The court’s opinion details the SEC’s findings and cease-and-desist order in connection with the FCPA settlement at the heart of the shareholder derivative lawsuit. To briefly summarize, on March 1, 2016, the SEC announced that Qualcomm agreed to pay $7.5 million to settle charges that it and its Chinese subsidiary violated the internal controls provisions of the FCPA by hiring relatives of Chinese government officials who had decision-making power over “whether to select the company’s mobile technology products amid increasing competition in the international telecommunications market.” The SEC’s investigation further found that Qualcomm and its Chinese subsidiary “provided gifts, travel, and entertainment to try to influence officials at government-owned telecom companies in China.” In addition to paying the $7.5 million civil penalty, Qualcomm agreed to self-report and certify to the SEC for a two-year period about its FCPA compliance efforts (for more on the SEC’s FCPA settlement with Qualcomm and the SEC’s “princelings” investigations generally, see our March 2016 newsletter under “FCPA Focus on China, Princelings and the First SEC FCPA DPA with an Individual: Qualcomm and PTC”).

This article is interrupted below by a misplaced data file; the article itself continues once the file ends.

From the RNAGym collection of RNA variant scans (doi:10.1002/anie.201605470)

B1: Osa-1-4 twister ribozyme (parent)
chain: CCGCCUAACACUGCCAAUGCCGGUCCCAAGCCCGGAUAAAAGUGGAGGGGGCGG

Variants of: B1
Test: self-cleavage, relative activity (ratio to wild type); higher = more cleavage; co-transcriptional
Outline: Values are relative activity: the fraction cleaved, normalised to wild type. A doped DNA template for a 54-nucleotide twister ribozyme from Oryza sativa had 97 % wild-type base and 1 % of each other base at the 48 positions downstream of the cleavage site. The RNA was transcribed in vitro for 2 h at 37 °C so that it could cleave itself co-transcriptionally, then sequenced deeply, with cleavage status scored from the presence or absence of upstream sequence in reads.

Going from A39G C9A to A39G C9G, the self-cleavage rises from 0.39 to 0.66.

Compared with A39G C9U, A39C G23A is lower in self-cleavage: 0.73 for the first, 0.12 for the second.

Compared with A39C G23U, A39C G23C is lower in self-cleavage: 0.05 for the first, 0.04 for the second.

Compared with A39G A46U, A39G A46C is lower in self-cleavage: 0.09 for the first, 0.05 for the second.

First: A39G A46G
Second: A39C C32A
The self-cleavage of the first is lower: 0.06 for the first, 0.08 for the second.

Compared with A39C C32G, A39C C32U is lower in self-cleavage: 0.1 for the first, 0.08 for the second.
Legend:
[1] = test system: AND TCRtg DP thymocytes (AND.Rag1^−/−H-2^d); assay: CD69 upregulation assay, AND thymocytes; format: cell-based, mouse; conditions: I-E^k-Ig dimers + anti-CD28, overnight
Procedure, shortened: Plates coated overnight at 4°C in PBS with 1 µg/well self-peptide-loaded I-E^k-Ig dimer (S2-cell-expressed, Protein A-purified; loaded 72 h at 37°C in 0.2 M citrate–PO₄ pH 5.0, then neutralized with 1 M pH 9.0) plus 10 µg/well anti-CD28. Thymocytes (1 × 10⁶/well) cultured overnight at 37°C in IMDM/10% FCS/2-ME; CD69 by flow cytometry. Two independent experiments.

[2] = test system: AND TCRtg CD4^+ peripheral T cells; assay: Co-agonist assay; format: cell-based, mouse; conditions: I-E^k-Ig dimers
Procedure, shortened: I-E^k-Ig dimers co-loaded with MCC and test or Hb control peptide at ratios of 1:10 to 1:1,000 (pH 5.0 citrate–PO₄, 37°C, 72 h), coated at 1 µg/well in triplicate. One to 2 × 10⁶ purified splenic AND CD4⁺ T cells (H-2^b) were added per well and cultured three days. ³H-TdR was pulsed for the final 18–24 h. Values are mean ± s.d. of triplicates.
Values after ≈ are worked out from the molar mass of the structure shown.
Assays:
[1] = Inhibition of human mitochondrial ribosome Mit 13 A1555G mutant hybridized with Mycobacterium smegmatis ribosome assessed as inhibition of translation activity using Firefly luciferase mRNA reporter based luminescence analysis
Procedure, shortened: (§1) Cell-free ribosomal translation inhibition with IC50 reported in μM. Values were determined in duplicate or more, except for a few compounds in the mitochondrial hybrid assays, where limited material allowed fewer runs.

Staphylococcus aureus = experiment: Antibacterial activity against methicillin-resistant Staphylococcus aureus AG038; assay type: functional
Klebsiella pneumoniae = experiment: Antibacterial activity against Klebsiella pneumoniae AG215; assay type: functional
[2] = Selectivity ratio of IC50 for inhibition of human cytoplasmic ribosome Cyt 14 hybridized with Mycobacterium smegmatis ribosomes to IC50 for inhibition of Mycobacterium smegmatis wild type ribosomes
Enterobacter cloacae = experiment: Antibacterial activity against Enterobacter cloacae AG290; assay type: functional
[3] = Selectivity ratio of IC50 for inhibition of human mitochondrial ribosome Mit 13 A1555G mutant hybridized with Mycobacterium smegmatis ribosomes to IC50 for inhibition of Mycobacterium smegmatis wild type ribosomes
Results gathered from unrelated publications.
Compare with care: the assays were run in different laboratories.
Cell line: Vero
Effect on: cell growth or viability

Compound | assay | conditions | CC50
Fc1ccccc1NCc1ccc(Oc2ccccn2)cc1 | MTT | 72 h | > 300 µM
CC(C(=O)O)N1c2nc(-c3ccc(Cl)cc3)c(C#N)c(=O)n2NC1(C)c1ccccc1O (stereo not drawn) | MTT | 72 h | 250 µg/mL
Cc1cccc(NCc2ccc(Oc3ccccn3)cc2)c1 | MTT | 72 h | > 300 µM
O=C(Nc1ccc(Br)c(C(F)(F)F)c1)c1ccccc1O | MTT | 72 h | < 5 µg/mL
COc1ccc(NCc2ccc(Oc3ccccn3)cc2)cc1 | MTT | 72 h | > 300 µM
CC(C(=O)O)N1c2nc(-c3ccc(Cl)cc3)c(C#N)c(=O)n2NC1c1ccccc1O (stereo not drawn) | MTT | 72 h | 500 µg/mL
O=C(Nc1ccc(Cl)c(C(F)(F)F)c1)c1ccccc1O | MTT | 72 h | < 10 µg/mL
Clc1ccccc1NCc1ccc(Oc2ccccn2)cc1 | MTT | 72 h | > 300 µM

Following the SEC settlement, a shareholders’ derivative complaint (Complaint) was filed in the Delaware Court of Chancery against the Qualcomm board of directors that asserted as the first of three counts (the others being waste and unjust enrichment) a Caremark claim for breach of fiduciary duty based on improper board oversight (the claim name derives from the 1996 Delaware Court of Chancery case of In re Caremark International Inc. Derivative Litigation, which first established the test—discussed below—for board liability in an oversight context). We focus only on the Caremark claim here.